This is a multiculti soufflé and it’s directly inspired by my family. My French stepmother came into my life when I was 12 and I remember watching in awe as she’d whip up cheese soufflés with the flick of her wrist. Even at that age, I’d read enough Seventeen magazine to know that I shouldn’t be eating a molten cheese puff for dinner, but truth is I’d pray that she’d serve it nightly.
A cooking classicist, Michele serves her soufflés with nothing more than a crusty baguette and a simple green salad with the vinegar-iest of vinaigrettes. Long before I’d ever stepped foot in Paris or muttered my first oui, I knew the fabulous-ness of all things French thanks to her cheese soufflés. But Michele married my half Irish father and, as a result, she’s learned to embrace lots of meat and potatoes.
When I wrote Keys To The Kitchen, I wanted to capture the mish-mosh influence that they’ve had on each other and on me and my cooking. Thus was born this half Irish, half French recipe that I call the Oatmeal Breakfast Soufflé. It’s basically your favorite bowl of morning oatmeal folded together with aged Cheddar cheese and chives for a dish that literally rises to great heights (sorry, couldn’t help the pun).
plus extra for coating the dish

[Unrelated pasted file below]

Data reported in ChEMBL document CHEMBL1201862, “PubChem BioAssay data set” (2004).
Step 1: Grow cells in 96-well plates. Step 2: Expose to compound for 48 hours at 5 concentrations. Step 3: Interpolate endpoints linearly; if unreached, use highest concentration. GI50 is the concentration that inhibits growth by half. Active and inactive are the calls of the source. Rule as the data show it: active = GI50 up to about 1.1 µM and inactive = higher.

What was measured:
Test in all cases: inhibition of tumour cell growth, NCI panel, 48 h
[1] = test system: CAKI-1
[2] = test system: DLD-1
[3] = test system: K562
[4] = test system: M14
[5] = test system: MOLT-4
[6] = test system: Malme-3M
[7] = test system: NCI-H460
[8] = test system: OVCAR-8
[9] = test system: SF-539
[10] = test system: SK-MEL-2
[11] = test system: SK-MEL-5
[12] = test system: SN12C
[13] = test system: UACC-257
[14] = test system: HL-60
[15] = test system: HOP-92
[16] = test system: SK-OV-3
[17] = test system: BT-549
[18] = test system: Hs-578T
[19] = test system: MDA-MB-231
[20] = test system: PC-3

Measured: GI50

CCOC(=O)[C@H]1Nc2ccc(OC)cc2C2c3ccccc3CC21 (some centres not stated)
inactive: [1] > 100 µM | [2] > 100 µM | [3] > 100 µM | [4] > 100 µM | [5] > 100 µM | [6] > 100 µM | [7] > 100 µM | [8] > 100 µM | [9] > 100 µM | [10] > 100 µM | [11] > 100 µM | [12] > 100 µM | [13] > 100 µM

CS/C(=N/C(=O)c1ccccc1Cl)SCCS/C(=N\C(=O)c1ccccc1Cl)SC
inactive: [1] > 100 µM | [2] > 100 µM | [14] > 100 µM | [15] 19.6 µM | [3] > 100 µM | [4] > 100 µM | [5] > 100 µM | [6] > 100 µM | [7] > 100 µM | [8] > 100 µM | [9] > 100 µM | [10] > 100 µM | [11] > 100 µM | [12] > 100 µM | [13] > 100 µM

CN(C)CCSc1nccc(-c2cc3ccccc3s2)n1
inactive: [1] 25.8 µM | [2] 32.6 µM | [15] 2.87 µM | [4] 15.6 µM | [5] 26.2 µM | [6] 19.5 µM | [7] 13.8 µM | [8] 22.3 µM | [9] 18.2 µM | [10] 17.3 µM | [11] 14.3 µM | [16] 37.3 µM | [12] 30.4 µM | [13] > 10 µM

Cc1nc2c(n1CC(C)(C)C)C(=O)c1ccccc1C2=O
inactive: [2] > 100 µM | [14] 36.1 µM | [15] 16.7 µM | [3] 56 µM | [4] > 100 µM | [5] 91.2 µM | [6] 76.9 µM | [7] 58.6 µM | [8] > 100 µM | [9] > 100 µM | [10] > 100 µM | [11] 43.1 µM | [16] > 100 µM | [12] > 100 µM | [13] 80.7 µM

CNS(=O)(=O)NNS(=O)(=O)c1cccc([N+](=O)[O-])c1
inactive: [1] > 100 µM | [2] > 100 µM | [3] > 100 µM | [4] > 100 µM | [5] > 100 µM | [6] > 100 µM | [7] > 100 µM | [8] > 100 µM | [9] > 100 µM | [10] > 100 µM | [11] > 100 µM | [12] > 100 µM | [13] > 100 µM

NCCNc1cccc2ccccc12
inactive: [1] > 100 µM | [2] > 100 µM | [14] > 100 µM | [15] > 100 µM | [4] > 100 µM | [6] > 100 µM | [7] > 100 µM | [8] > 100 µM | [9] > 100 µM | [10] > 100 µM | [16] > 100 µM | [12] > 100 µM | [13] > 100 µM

for coating the dish
about 4 ounces
at room temperature
at room temperature
Heat oven to 375°F, arrange rack in lower third, and place a rimmed baking sheet on the rack. Generously coat a 2-quart baking dish or a 6-cup soufflé dish with butter. Add a pinch of flour, rotate the dish to fully coat the inside with flour, then turn over and tap to get rid of any excess flour; set aside.
If it's particularly hot out, place the dish in the refrigerator until ready to use.
Combine milk, butter, and 1 teaspoon of the salt in a small saucepan and heat over medium-high until it just comes to a boil, about 5 minutes. Add oats and cook, stirring constantly, until thickened and oats are tender, about 5 minutes. Remove from heat and stir in cheese, remaining 1/2 teaspoon of salt, nutmeg, and chives until cheese is melted. Beat the yolks until smooth and slowly stir into oatmeal mixture.
Make sure to buy old-fashioned rolled oats and not instant.
Place egg whites in the bowl of an stand mixer fitted with the whisk attachment and beat on medium speed until soft peaks form, about 3 minutes. Increase the speed to high and beat until peaks are stiff but not dry, about 1 minute more. Add 1/3 of the whites into the cheese mixture until blended and no white streaks are visible. Add remaining whites and chives and gently fold until thoroughly combined. Pour into the prepared dish.
Make sure the bowl and whisk you use for the egg whites are impeccably clean as any fat or oils will keep the whites from keeping air. Older eggs whip up more easily and consistently than fresher eggs.
Place soufflé on the heated rimmed baking sheet and bake until it is well risen, the top is browned, the edges appear dry, and the center is set (it doesnt move if lightly touched and a knife inserted in the center comes out clean), about 30 minutes. Serve immediately.
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Photo by Alex Farnum